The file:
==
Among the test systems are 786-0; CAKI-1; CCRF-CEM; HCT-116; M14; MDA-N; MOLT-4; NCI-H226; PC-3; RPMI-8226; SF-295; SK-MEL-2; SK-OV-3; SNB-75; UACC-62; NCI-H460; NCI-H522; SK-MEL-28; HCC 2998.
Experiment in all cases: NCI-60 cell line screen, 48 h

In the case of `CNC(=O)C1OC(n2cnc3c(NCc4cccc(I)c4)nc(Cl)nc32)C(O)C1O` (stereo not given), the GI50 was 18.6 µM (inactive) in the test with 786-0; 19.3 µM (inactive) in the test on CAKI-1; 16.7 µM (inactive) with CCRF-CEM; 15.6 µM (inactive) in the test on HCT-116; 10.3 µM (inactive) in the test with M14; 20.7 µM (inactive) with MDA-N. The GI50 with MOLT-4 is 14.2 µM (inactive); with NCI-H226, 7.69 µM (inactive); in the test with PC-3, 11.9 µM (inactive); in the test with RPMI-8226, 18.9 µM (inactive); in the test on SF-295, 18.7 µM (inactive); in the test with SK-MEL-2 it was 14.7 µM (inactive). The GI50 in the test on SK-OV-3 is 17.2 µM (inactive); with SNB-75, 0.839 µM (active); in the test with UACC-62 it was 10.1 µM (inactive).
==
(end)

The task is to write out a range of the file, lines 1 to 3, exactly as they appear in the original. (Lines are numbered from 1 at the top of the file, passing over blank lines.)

Among the test systems are 786-0; CAKI-1; CCRF-CEM; HCT-116; M14; MDA-N; MOLT-4; NCI-H226; PC-3; RPMI-8226; SF-295; SK-MEL-2; SK-OV-3; SNB-75; UACC-62; NCI-H460; NCI-H522; SK-MEL-28; HCC 2998.
Experiment in all cases: NCI-60 cell line screen, 48 h

In the case of `CNC(=O)C1OC(n2cnc3c(NCc4cccc(I)c4)nc(Cl)nc32)C(O)C1O` (stereo not given), the GI50 was 18.6 µM (inactive) in the test with 786-0; 19.3 µM (inactive) in the test on CAKI-1; 16.7 µM (inactive) with CCRF-CEM; 15.6 µM (inactive) in the test on HCT-116; 10.3 µM (inactive) in the test with M14; 20.7 µM (inactive) with MDA-N. The GI50 with MOLT-4 is 14.2 µM (inactive); with NCI-H226, 7.69 µM (inactive); in the test with PC-3, 11.9 µM (inactive); in the test with RPMI-8226, 18.9 µM (inactive); in the test on SF-295, 18.7 µM (inactive); in the test with SK-MEL-2 it was 14.7 µM (inactive). The GI50 in the test on SK-OV-3 is 17.2 µM (inactive); with SNB-75, 0.839 µM (active); in the test with UACC-62 it was 10.1 µM (inactive).